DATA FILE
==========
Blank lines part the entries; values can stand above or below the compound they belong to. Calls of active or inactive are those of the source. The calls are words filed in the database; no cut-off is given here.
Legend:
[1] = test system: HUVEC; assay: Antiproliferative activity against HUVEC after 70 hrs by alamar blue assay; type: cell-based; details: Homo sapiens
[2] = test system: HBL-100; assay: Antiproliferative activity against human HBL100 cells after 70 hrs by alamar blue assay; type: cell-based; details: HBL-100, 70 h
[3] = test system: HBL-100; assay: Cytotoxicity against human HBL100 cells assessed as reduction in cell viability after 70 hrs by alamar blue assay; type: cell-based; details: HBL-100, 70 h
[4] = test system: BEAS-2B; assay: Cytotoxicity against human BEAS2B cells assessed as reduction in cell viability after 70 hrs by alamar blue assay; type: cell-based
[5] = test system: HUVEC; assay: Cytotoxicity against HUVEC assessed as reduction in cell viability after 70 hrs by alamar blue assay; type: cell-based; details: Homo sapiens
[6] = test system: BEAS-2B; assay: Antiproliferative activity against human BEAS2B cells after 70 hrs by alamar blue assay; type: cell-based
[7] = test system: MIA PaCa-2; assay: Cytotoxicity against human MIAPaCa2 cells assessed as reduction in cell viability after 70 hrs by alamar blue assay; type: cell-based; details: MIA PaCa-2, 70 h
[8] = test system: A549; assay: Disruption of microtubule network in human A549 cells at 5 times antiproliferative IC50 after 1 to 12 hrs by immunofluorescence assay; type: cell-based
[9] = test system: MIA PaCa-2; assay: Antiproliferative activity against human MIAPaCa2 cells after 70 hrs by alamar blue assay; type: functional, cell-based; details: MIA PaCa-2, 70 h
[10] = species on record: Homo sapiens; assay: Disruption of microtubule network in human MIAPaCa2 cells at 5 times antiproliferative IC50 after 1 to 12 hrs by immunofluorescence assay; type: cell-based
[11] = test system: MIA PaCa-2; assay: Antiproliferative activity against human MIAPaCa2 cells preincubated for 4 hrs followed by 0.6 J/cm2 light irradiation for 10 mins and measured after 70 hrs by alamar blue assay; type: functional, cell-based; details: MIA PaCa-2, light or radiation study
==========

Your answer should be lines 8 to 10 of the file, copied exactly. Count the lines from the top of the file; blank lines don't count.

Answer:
[6] = test system: BEAS-2B; assay: Antiproliferative activity against human BEAS2B cells after 70 hrs by alamar blue assay; type: cell-based
[7] = test system: MIA PaCa-2; assay: Cytotoxicity against human MIAPaCa2 cells assessed as reduction in cell viability after 70 hrs by alamar blue assay; type: cell-based; details: MIA PaCa-2, 70 h
[8] = test system: A549; assay: Disruption of microtubule network in human A549 cells at 5 times antiproliferative IC50 after 1 to 12 hrs by immunofluorescence assay; type: cell-based